Re: summary of software licenses in non-free
On Tue, Jan 20, 2004 at 08:45:32AM +1000, Anthony Towns wrote:
> On Mon, Jan 19, 2004 at 05:56:12PM +0100, Michael Banck wrote:
> > On Mon, Jan 19, 2004 at 11:34:59AM -0500, Raul Miller wrote:
> > > On Mon, Jan 19, 2004 at 04:21:28PM +0100, Michael Banck wrote:
> > > > (and heck, you probably could have setup the APT repository for
> > > > non-free during the time you wast^Wspent in this discussion).
> > > I think the right place to start would be a statement of intent.
> > I guess it's pretty clear what needs to be done in case Andrew's
> > proposal passes, no? We've got the nonfree.org domain and we've got ten
> > years of experience with hosting Debian packages.
> What's this "we" ? Please speak for yourself,
Fair enough, sorry.
> > > The harder part is organizing resources and getting something useful done.
> > Hardware/network resources might indeed be a problem. I don't think we
> > can assume that any hardware donors had foo.nonfree.org in mind when
> > they offered their machines/connectivity. Does anybody have an idea on
> > this?
> Sure, keep reusing Debian's resources.
One idea was to modify katie just so slightly that she installs non-free
packages into /org/foo.org instead of /org/ftp.debian.org. That probably
would't go far enough for people in favor of dropping non-free I
> Personally, I'm finding it pretty hard to work out what I'd want to
> work on should this GR pass -- can I put up with crappy, contrib-style,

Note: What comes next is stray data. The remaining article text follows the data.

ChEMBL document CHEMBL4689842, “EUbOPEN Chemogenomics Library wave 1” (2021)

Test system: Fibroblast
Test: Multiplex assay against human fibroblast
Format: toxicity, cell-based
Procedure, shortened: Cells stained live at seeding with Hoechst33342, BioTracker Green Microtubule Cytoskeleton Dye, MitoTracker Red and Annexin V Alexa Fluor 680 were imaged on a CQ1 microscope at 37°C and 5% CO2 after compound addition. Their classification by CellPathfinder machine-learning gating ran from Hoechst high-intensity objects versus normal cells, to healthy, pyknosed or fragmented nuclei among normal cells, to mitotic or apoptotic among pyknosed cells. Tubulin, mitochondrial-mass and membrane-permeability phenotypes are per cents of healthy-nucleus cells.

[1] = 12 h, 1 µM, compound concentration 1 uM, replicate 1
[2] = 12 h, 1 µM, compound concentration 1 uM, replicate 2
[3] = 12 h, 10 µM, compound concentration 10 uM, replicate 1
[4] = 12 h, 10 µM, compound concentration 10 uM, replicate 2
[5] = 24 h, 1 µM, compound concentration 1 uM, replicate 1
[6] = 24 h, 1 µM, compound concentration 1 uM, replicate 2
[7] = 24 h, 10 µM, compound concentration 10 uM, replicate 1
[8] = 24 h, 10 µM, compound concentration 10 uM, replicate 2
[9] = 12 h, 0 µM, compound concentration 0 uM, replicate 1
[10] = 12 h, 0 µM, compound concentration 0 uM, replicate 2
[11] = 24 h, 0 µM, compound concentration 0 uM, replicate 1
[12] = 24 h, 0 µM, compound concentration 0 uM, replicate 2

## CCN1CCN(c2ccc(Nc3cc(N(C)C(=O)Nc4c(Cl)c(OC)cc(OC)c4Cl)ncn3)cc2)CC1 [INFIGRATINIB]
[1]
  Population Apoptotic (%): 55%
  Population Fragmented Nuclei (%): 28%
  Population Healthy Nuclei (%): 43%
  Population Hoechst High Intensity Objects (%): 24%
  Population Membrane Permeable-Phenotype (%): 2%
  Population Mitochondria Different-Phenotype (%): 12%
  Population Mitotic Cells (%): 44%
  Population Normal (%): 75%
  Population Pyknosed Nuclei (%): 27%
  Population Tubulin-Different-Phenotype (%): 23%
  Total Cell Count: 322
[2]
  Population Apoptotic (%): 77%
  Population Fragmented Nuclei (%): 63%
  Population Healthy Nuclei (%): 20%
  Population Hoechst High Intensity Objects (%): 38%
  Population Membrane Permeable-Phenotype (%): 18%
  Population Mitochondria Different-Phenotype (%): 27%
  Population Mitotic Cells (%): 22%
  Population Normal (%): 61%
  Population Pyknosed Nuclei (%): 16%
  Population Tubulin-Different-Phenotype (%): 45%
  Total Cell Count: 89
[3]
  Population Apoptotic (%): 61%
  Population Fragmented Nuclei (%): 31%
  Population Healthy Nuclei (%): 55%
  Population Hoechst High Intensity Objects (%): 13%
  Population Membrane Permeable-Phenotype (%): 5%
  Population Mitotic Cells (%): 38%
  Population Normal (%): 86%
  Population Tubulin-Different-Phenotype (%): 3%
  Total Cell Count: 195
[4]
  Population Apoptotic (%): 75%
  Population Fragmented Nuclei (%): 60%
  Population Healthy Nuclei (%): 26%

> third party non-free stuff well enough that I can avoid having to do
> a whole lot of boring make work to reimplement various bits of Debian
I don't think you need to reimplement Debian infrastructure in order to
duplicate it, just to adjust it. Of course, you're more expert than me
to comment on this.
> Would maintaining nonfree.org actually be significantly simpler than
> just forking Debian entirely? Probably, but how much?
What do you mean by 'forking Debian' anyway? I wouldn't consider
outsourcing less than 200 packages (forgot the exact number) a 'fork'.
The requirements for infrastructure and maintenance are considerably
lower than for a full-blown fork of Debian, IMHO.
> There's lots of technical reasons to create entirely new
> distributions, so maybe that'd be less unpleasant, in spite of the
> extra difficulties. I dunno.
> I certainly don't feel obligated to make any of those choices should
> this GR pass. I'm not sure why you'd imagine any particular one of them
> will either need to be done should the GR pass, nor why you'd imagine
> any of them necessarily will be done.
I don't imagine any of those options to actually happen, I'm just trying
to figure out a transition plan in case the GR passes. IIRC, the biggest
(factual) argument against Andrew's argument was exactly this: 'There's
no transition plan. What will our users do?'.
But I see that we're running in circles. The 'don't drop non-free'
people just say 'd'oh, don't drop it and you don't need a plan', while
the 'drop non-free' people don't care about it anyway.